On Moral People

It is a common belief that human beings are by nature equipped with a moral compass. Whether given by God, a product of evolution, or a socially useful, human-created convention, it is almost impossible to deny that a sense of right and wrong is closely connected to the human experience. All throughout the world, people adhere to moral rules or at least acknowledge that there is such a thing as good and bad, though specific opinions differ. As a result, it would not be absurd to say that moral people are abundant.

Having said that, a distinction needs to be made between two different kinds of moral people: the decent, and the extraordinary. The former are those who behave morally because they have been instilled with the habit of behaving morally. These people do not really understand why certain actions are just and others unjust, but because they have had good upbringings, they have a disposition to act well. Moreover, since they do not question the fundamentals of their moral beliefs, they are not particularly apt at adapting them when circumstances require it. Most good people fall into this category.

In contrast to the many decent people, there are a select few who use their minds to go beyond what they have been taught in order to explore the moral frontier. These extraordinary individuals do not let popular opinion dictate their sense of goodness nor do they see much value in tradition. Another trait that distinguishes them from decent people is their strong sense of duty to do the right thing. While the majority act morally due to habit, the few act morally because they truly feel that it is required. I have been lucky enough to have met a couple of these people in my life and the experience can only be described as awe-inspiring and humbling. If anyone has not yet met such a person, they should keep their eyes open, for the extraordinarily moral are more valuable and precious than any jewel or metal.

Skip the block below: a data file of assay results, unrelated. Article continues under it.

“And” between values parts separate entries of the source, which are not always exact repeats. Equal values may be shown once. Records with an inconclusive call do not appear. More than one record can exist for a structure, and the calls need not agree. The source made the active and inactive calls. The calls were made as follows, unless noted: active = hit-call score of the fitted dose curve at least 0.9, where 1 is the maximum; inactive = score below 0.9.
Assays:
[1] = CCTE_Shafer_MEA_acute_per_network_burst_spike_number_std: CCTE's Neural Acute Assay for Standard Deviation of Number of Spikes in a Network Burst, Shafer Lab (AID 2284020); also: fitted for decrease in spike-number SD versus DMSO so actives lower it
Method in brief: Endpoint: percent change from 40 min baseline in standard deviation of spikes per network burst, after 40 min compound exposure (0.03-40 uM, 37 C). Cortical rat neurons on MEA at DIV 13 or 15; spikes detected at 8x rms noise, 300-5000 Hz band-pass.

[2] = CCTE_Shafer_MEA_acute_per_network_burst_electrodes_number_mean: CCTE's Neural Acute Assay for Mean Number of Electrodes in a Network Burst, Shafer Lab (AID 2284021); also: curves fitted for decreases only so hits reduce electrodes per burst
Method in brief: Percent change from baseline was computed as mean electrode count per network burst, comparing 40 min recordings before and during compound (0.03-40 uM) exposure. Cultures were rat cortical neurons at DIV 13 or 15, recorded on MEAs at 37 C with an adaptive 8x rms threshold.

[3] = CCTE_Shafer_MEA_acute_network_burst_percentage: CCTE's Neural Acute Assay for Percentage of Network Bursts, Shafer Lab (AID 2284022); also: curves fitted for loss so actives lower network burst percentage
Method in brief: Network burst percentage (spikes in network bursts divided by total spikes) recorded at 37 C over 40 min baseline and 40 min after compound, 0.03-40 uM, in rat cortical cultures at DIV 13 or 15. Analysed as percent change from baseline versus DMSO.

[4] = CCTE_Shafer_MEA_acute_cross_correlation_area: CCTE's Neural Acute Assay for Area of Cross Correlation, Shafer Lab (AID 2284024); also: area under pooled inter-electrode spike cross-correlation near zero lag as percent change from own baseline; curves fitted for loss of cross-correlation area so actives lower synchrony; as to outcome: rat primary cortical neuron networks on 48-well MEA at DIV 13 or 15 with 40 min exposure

Kant once said that there is nothing good in the universe without qualification other than a good will. I do not know whether or not his claim is ultimately true, but I can understand why he was tempted to make it. There is something admirable and noble about someone acting according to an acute sense of morality that distinguishes it from other human traits that we may find good. Honesty, friendliness, and intelligence, for example, can all be used for bad, but not a good will. Perhaps it, and it alone, shines brighter than any star that we can observe, or even imagine.